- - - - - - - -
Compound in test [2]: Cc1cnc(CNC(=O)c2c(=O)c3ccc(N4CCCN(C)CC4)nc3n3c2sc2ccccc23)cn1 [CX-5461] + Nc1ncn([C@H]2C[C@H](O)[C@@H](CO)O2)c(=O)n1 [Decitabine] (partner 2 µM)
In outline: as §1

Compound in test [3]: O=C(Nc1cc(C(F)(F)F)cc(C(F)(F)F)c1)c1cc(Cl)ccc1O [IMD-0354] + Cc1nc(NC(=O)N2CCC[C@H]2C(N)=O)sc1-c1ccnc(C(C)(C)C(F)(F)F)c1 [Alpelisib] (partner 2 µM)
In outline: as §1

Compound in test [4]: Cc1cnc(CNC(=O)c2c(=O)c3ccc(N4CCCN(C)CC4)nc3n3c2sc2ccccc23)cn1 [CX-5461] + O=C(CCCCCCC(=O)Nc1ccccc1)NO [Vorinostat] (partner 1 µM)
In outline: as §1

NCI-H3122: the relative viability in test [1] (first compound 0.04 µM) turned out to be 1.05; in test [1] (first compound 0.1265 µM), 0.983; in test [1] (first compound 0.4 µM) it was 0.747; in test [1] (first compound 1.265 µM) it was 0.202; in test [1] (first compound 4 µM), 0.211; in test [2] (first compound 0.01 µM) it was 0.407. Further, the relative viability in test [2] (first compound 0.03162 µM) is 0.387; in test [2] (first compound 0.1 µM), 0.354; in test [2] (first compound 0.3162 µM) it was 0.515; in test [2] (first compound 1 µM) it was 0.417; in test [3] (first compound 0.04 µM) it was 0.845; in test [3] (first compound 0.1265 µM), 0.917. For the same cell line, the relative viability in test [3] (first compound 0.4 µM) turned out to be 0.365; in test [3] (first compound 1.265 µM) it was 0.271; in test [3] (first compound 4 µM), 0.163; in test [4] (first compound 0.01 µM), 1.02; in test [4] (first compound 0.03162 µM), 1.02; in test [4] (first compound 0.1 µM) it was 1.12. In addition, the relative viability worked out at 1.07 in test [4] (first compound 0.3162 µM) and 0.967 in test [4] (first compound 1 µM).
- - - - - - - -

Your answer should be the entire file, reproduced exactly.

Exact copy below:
Compound in test [2]: Cc1cnc(CNC(=O)c2c(=O)c3ccc(N4CCCN(C)CC4)nc3n3c2sc2ccccc23)cn1 [CX-5461] + Nc1ncn([C@H]2C[C@H](O)[C@@H](CO)O2)c(=O)n1 [Decitabine] (partner 2 µM)
In outline: as §1

Compound in test [3]: O=C(Nc1cc(C(F)(F)F)cc(C(F)(F)F)c1)c1cc(Cl)ccc1O [IMD-0354] + Cc1nc(NC(=O)N2CCC[C@H]2C(N)=O)sc1-c1ccnc(C(C)(C)C(F)(F)F)c1 [Alpelisib] (partner 2 µM)
In outline: as §1

Compound in test [4]: Cc1cnc(CNC(=O)c2c(=O)c3ccc(N4CCCN(C)CC4)nc3n3c2sc2ccccc23)cn1 [CX-5461] + O=C(CCCCCCC(=O)Nc1ccccc1)NO [Vorinostat] (partner 1 µM)
In outline: as §1

NCI-H3122: the relative viability in test [1] (first compound 0.04 µM) turned out to be 1.05; in test [1] (first compound 0.1265 µM), 0.983; in test [1] (first compound 0.4 µM) it was 0.747; in test [1] (first compound 1.265 µM) it was 0.202; in test [1] (first compound 4 µM), 0.211; in test [2] (first compound 0.01 µM) it was 0.407. Further, the relative viability in test [2] (first compound 0.03162 µM) is 0.387; in test [2] (first compound 0.1 µM), 0.354; in test [2] (first compound 0.3162 µM) it was 0.515; in test [2] (first compound 1 µM) it was 0.417; in test [3] (first compound 0.04 µM) it was 0.845; in test [3] (first compound 0.1265 µM), 0.917. For the same cell line, the relative viability in test [3] (first compound 0.4 µM) turned out to be 0.365; in test [3] (first compound 1.265 µM) it was 0.271; in test [3] (first compound 4 µM), 0.163; in test [4] (first compound 0.01 µM), 1.02; in test [4] (first compound 0.03162 µM), 1.02; in test [4] (first compound 0.1 µM) it was 1.12. In addition, the relative viability worked out at 1.07 in test [4] (first compound 0.3162 µM) and 0.967 in test [4] (first compound 1 µM).